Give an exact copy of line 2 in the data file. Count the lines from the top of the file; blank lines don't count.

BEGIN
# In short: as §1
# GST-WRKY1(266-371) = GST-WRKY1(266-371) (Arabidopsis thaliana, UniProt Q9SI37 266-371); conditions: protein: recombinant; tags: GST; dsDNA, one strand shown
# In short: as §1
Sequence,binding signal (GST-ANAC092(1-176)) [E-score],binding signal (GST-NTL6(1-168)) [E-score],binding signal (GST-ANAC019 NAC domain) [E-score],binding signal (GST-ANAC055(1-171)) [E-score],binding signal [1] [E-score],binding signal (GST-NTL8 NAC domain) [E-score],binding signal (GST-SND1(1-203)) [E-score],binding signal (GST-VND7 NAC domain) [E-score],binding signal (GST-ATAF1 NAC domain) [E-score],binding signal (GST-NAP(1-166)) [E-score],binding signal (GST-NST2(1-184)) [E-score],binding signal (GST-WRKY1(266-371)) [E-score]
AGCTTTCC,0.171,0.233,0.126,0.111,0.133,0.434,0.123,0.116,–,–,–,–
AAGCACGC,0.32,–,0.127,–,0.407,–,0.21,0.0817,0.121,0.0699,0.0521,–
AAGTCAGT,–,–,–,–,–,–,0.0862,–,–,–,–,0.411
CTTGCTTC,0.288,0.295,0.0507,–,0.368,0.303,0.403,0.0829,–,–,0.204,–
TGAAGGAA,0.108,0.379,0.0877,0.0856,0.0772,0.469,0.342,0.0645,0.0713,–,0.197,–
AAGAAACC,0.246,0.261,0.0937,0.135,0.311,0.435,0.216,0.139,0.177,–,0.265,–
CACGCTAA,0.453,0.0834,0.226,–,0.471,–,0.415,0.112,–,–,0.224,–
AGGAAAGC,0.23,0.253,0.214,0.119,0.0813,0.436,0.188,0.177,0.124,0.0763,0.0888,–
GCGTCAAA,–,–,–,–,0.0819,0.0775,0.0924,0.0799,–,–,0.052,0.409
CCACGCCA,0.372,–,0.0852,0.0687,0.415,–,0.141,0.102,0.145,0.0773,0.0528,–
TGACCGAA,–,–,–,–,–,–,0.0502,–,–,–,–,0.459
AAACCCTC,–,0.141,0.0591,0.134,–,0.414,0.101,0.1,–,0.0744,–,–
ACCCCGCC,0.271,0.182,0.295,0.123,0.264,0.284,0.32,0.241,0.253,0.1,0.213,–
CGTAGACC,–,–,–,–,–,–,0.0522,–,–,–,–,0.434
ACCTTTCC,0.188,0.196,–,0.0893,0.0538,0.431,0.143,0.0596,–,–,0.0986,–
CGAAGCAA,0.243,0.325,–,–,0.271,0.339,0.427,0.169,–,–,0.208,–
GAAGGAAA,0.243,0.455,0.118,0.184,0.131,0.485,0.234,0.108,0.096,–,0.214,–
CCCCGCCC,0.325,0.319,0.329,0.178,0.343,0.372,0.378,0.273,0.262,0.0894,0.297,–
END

# GST-WRKY1(266-371) = GST-WRKY1(266-371) (Arabidopsis thaliana, UniProt Q9SI37 266-371); conditions: protein: recombinant; tags: GST; dsDNA, one strand shown